Honda

A fiercely independent and sometimes rebellious teenager without formal mechanical training, but an abundance of talent, curiosity, and drive, left his village under Mount Fuji to find work in the big city as a mechanic. The year was 1921.

He found an apprenticeship at an auto shop, and by age 22, he opened his own shop, establishing a reputation for ingenuity. He also loved to drive, fast. He built racing cars from spare parts in his “spare” time, and raced them. His name: Soichiro (“so-ee-chee-ro”) Honda.
Soichiro Honda, apprentice auto mechanic
When he was thirty a racing accident and his wife’s urgings diverted Soichiro’s dream of a professional racing career.

In 1948, Soichiro invested all of his savings to start Honda Motor Company, and set up shop in a wooden shack. The first Honda motorcycle he designed and built from the ground up was The Dream. The Dream E was a 98cc 4-stroke delivering 3hp, 220 mpg, and about 45 mph.

“Engineering without personality doesn’t have much value.”
Soichiro Honda

Five years in business, Honda Motor Company’s revenues were just sufficient to support Soichiro’s passion for racing. In 1954 he announced to the stunned employees of his fledgling company that they’re not only going to race motorcycles, “We’re going to win the world championship.”

Honda declared in writing, “My childhood dream was to be a motorsport World Champion with a machine built by myself. However, before this dream could be achieved, it was obvious that a stable enterprise with the finest precision equipment, and an excellent level of in-house design was needed.”

For Soichiro, “utility machines” facilitated his passion for racing. “I hereby avow my definite intention to participate in the TT [Isle of Man] races, and I proclaim with my fellow employees that I will pour in all of my energy and creative powers to win,” declared Honda.

One “Hondaism” expresses how he would force progress, by creating a condition without an alternative exit to progress, and eventual success.

“Send them upstairs. Take away the ladder. And set fire to it.”
Soichiro Honda

By 1966, Honda motorcycles held the World Championship title in all World GP racing classes, from 50 to 500cc. Only excepting the side-car class.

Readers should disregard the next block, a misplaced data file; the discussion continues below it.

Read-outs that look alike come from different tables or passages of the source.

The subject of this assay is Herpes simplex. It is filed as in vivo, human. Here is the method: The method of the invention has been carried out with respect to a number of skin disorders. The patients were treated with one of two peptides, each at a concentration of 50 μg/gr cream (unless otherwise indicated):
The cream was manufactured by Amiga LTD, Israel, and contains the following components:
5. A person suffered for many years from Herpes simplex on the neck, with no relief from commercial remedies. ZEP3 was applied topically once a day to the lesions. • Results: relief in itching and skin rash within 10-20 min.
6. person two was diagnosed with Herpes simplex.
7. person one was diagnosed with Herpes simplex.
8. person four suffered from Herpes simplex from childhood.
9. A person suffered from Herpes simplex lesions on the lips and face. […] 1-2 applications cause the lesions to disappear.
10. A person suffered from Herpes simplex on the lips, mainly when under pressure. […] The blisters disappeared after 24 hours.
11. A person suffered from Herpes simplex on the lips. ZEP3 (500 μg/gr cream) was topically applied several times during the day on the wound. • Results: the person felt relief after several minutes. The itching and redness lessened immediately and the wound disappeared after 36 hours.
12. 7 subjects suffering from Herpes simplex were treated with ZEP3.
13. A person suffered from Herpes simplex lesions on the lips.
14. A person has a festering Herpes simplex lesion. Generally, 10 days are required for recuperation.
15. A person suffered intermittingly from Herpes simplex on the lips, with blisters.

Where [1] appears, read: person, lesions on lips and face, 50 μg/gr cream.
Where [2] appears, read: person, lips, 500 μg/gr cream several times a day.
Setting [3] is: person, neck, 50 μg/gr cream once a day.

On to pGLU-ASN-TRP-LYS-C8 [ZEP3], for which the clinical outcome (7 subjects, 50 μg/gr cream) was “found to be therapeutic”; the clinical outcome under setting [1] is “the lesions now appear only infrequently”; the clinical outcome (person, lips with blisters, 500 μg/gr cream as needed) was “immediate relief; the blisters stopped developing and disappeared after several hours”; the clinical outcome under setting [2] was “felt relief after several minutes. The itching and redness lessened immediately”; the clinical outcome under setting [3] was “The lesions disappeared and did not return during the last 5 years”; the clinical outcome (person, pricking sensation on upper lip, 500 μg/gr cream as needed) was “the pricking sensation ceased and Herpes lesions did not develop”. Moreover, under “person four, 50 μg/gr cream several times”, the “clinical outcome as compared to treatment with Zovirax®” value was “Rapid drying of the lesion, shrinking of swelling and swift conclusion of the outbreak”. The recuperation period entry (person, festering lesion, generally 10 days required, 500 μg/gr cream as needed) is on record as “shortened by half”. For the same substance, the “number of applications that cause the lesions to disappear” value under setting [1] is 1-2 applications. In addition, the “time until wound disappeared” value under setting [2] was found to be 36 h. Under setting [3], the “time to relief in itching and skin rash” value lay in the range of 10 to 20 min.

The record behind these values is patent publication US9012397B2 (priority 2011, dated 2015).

While European and American engine designers generally increased horsepower by increasing cylinder displacement, Honda increased it by increasing RPM. Substituting displacement volume for RPM—essentially increasing displacement by time instead of volume—to gain power is just one example of Honda’s many engineering insights that have changed what and how we drive, or ride, forever. The 14k RPM redline of the 1959 Honda RC160 came to be known as “Honda music” by motorcycle racers and enthusiasts alike.

Mr. Honda’s story is that of the classical underdog. This man of little education, starting with no formal mechanical or business education, created a design and manufacturing company to fulfill his dream of winning the World GP championship at a time when a Japanese motorcycle winning it was virtually unimaginable. Honda’s successes in racing led the growth of his company, such that no one in the modern world doesn’t know something of the results of Soichiro Honda’s dreams.

All of us who drive vehicles with small, efficient, extremely reliable, low displacement/high RPM engines directly benefit from Mr. Honda’s own personal passion for performance, and his uncompromising commitment to continuous research and development.

It may even be said that Honda did for the inline cylinder engine configuration what German engine designers did for the horizontally opposed “boxer” configuration. Regardless, like Honda the man, Honda the company is uniquely committed to performance engine development to support racing of all kinds.

Honda Performance Development (HPD) is directly engaging in nearly every form of racing, including IndyCar, Formula Atlantic, Formula F, Karting, Quarter Midget, Le Mans, Touring Cars, Rally Racing, Drag Racing, and of course Motorcycle racing. All while maintaining their traditional lead in small utility engines. Honda is also re-entering Formula One, partnering again with McLaren for the 2015 season.

Think about it, is there any other engine company aside from Honda to develop lawn mowers, racing cars, and jets? Honda is nothing if not an innovation-leading company.

Success represents the 1% of your work which results from the 99% that is called ‘failure’.”  —Soichiro Honda

Honda and Lotus both began by using cast-off surplus engines and components to build vehicles. And Honda, like Lotus/Colin Chapman, was a world-changing innovator motivated by a single-minded passion for speed and the relentless pursuit of motorsports victory by bending the rules of racing and engineering to beat the established manufacturers at their own game.


Photo: Ayrton Senna, who rose to Formula One fame with Lotus in 1985-87, and Soichiro Honda together ca. 1988, having won both the constructor’s and driver’s championship that year with the famous (and simply gorgeous) McLaren-Honda MP4/4.

Team Lotus used the same RA168-E Honda engine as McLaren that year, which was the last to allow turbochargers in Formula One. Though both Honda and turbo’s are coming back to Formula One next year, 2014.

I can’t help but wonder if Soichiro Honda and Colin Chapman had ever met. Though from different cultures, and though the focus of their engineering efforts was different—complementary, in fact—they share very similar motivations. And both advanced their reputations and enterprises through motor sports victories.

Leave a Reply

Your email address will not be published. Required fields are marked *